The Teen Hot Spots of Yesterday


Cars, clothes and conversation change over the decades, but one fact remains the same: Teen-agers have always found the time to hang out together outside of school. Here’s a brief list of popular local hangouts, and--if they’re still standing--what they have become.

Happy Days in the 1950s

Hi-Way 39 Drive-In Theater: A place to show off your car or your date, it’s still operating in Westminster.

Oscar’s Drive-In Restaurants: The two hamburger joints in Santa Ana and Garden Grove had drive-up receivers used to place orders and car hops to deliver the burgers and fries fast. Oscar’s were convenient and a sure place to find your friends to discuss the latest haps.


The Pike: This Long Beach amusement park served teens for three decades. Besides being cheap, it had one of the best roller-coaster rides in Southern California. It was bulldozed in the mid-1970s as part of a downtown redevelopment project.

Skate Ranch: Opened in 1956 in Santa Ana, “The Ranch” is still in operation, though it’s not the teen stomping ground it once was, offering roller-skating, music and food in a county with few teen diversions.

Catching a Wave in the 1960s

Beaches: Since the surf craze took hold in the early ‘60s, Orange County’s beaches--particularly lifeguard stations and piers--have served as identification points for teens. The most popular spots have been Bolsa Chica (Tin-Can Beach), Huntington Beach in either direction from the pier, Huntington Beach Cliffs, Laguna’s Main Beach, Seal Beach (attracting teens from Cerritos and Downey) and The Wedge at Newport Beach.

Hobby City: At the height of slot car racing, Hobby City in Anaheim provided racing enthusiasts with plenty of tracks to play on. The craze and the crowds waned in the late ‘60s, but the shop is still operating.

Mission Drive-In: A popular hangout for South County teens, it opened in 1966 but met the wrecking ball in 1985 to make room for a shopping complex in San Juan Capistrano.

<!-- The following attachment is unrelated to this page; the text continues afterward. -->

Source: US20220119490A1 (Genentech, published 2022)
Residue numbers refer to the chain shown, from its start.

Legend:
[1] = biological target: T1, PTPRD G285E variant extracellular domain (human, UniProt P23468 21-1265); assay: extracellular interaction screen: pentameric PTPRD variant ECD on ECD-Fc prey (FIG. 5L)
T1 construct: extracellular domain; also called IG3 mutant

Prison of Socrates: As close as Orange County came to embracing the beat generation, this coffee house on Main Street in Newport Beach provided hip poetry, strong expresso and stand-up comedy. It’s now a pizza parlor.

Rendezvous Ballroom: A popular dance hall in Newport Beach that featured big bands in the ‘30s and ‘40s and later the surf sounds of Dick Dale and the Deltones, it burned down in the late ‘60s.

Retail’s Clerk Hall: Many teen dances were staged at this hall in Buena Park, which is now the United Food and Commercial Workers Hall.

Santa Ana Stadium: No matter who was playing on the field, local teens would gather to check out the opposite sex. It’s still there.

Westminster Skate Ranch: Though not as popular as The Skate Ranch in Santa Ana, this facility was considered its little brother and a great hang. It’s history.

Hippy Hangs in the 1960s and 1970s

Bird in Cage Book Shops: Radical teens gathered at the shops in Santa Ana and Newport Beach where an underground newspaper--named “Out of Sherwood Forest”--was distributed to local high schools. It was probably the only store in the county selling Mao’s “Little Red Book.” The Santa Ana store burned down in the early ‘70s.

Crystal Bag: A favorite shop in Fullerton to check out the latest drug paraphernalia, incense and ZAP Comic books. The building is now a Mercedes repair shop.

Golden Bear: This popular club in downtown Huntington Beach featured performers such as Jimi Hendrix and Janis Joplin. Whether or not a teen had a ticket to get inside to see the show, it was a great place to watch the hippies. It was torn down in the mid-1980s, and a new theater has recently reopened on the spot.

Licorice Pizza: This record store chain was the place to hang in Costa Mesa. It moved to a new facility and became part of the Sam Goody chain.

Mystic Arts: A big, creepy head shop in Laguna Beach that showered patrons with incense, black light posters and the latest drug paraphernalia, it is now the Veterans of Foreign Wars hall.

Orange County Civic Auditorium: It wasn’t really an auditorium but an underground club for the local hippie scene in Orange. It closed in 1968 and the building is now part of an industrial complex.